The very first people to be protected by the Twenty-sixth Amendment, which guaranteed 18-year-olds the right to vote, will be 62 by the next presidential election. It’s time to extend the franchise again. And Takoma Park, Maryland, may just be on the frontier of that expanded democracy. The Washington, D.C., suburb is apparently considering lowering the voting age to 16. That proposal would only apply to local elections, but there’s no constitutional prohibition stopping any state from lowering the voting age for state or federal elections as well (the Constitution prohibits raising the age, but not lowering it). A handful of similar efforts have been floated in recent years, although the only successes have been allowing 17-year-olds who will be 18 the next November to vote in primary elections occurring before their birthdays.
Outside of the Supreme Court this week—where the nine justices were hearing oral arguments about the constitutionality of California's ban on same-sex marriage—a young woman and an old woman were arguing.
"If you put all the gay people on an island," began the older woman, who looked to be in her fifties.
"See, this is why people think you guys are like the KKK!" interjected the young woman. "You're talking about rounding us all up—"
"Let me finish! If you put all the gay people on an island, in a generation there would be no gay people. They would die out."
"That's not a realistic scenario. We all live in this country together."
In the 1930s and '40s, George Murphy appeared in a number of movie musicals. He later became involved in politics, first as president of the Screen Actors Guild, then as chairman of the California Republican Party, and finally as a U.S. Senator. When Murphy took office, the idea of an entertainer serving in the Senate was outlandish enough that satirist Tom Lehrer wrote a song about it. "Oh gee it's great," Lehrer sang, "at last we've got a senator who can really sing and dance!" A year later, Ronald Reagan was elected governor of California, and suddenly it wasn't so funny anymore.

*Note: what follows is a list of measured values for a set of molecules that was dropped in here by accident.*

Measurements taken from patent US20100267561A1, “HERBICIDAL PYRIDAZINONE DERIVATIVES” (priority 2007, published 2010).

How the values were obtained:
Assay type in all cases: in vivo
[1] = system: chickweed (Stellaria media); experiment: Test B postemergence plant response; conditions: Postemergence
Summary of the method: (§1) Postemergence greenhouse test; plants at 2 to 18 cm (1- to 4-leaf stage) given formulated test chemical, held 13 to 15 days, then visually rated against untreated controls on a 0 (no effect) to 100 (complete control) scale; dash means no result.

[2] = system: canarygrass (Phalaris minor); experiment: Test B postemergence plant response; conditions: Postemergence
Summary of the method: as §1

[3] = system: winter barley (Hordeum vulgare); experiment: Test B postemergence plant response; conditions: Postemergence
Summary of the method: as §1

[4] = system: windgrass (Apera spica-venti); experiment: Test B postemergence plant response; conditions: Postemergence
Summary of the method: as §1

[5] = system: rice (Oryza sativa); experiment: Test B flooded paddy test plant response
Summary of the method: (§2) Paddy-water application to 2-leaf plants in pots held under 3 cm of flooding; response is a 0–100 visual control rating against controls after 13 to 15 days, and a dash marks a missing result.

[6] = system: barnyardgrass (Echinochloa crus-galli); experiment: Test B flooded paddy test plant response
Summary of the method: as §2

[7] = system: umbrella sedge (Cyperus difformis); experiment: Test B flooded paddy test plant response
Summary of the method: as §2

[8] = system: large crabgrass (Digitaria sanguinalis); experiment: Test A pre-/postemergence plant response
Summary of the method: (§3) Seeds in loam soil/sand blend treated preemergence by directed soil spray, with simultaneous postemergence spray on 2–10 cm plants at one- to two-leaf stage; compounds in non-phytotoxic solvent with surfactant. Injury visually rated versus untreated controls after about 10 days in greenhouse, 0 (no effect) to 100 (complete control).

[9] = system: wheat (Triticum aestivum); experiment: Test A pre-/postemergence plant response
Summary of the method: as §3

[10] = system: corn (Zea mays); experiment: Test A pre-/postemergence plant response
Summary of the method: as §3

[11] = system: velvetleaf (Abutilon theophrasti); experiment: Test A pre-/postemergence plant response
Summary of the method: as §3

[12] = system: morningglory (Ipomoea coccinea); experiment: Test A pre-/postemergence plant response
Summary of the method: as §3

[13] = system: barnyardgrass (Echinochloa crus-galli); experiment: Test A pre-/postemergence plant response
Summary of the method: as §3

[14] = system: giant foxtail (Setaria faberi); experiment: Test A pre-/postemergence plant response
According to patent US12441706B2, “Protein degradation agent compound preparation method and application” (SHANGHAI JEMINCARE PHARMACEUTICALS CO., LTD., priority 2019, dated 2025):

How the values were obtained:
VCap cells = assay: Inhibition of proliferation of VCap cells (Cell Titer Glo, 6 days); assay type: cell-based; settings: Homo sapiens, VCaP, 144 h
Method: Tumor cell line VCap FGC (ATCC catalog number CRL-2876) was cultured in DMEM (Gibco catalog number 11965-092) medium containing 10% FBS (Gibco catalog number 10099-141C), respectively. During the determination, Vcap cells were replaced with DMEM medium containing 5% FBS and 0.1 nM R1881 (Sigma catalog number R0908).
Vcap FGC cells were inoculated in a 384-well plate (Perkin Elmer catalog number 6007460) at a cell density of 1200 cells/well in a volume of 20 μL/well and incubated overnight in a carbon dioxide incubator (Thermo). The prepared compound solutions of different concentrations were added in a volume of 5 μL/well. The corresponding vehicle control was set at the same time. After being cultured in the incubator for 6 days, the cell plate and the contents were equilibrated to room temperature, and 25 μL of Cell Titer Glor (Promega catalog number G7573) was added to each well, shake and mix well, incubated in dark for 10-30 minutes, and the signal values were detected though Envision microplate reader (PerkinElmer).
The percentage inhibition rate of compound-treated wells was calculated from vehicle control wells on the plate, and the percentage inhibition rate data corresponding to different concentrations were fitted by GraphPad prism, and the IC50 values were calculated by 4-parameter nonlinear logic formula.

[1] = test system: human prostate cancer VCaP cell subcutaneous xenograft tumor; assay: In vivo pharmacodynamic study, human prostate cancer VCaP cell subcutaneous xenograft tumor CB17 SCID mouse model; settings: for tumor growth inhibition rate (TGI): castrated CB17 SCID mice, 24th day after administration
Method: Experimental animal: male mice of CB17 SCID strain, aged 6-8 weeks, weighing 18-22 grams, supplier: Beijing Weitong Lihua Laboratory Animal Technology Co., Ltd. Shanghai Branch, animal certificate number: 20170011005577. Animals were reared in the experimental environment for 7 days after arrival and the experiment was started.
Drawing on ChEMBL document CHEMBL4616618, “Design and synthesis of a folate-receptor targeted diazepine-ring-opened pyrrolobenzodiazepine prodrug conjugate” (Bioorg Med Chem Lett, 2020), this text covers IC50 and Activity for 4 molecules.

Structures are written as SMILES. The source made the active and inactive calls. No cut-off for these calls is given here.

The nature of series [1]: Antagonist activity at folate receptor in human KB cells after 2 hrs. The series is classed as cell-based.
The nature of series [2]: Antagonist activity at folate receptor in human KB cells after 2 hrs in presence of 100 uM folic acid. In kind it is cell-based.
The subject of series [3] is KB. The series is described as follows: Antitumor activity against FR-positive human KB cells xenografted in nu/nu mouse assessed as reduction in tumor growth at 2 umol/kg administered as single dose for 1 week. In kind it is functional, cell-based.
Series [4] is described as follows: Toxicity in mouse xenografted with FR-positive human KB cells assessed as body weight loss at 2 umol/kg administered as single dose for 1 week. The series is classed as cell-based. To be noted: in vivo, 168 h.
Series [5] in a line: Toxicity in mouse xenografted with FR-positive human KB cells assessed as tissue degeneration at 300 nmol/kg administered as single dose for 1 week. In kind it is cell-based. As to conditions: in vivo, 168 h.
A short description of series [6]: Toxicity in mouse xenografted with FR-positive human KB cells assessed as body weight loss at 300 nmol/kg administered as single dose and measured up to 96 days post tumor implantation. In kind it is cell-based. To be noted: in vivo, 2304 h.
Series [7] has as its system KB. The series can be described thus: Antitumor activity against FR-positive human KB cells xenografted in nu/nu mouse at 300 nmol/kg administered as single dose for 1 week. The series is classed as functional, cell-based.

North Dakota. Can you smell the freedom? (Flickr/Gadi Golan)
The Mercatus Center, an independently funded free-market think tank housed at George Mason University, just released its annual "Freedom in the 50 States" rankings, and the results, showing whether you live in a Randian paradise or a soul-crushing statist hellhole, are getting a lot of ridicule on Twitter. Liberals may laugh that this kind of thing is pretty silly, but it's conservatives who ought to find the results deeply unsettling. Because if "freedom" as conservatives define it really does determine the quality of one's existence, then they all ought to be packing their bags to move to the most free of all the states. Which, according to the Mercatus Center, is North Dakota. You can see the problem here.
As I sat in the press gallery off to the side of the Supreme Court yesterday morning, waiting for the justices to file in and begin hearing arguments about the constitutionality of the Defense of Marriage Act (DOMA), I had that sickly excited feeling that you get when the roller-coaster car is climbing the first hill. The day before was easier for me: I didn’t want the Court to take Perry, the Prop. 8 case, to begin with. I was relieved when very quickly we all could hear that the justices had no appetite for a broad ruling. But the DOMA case—and here please let me confess that I’m terribly human—the DOMA case is about my marriage. As regular readers will know, I’m married to my wife in Massachusetts, but because DOMA bars the federal government from recognizing same-sex marriages performed in the states, I’m not married in the United States. The justices were going to discuss whether to end that split identity. This morning, it was very personal again, as it hasn’t been in awhile.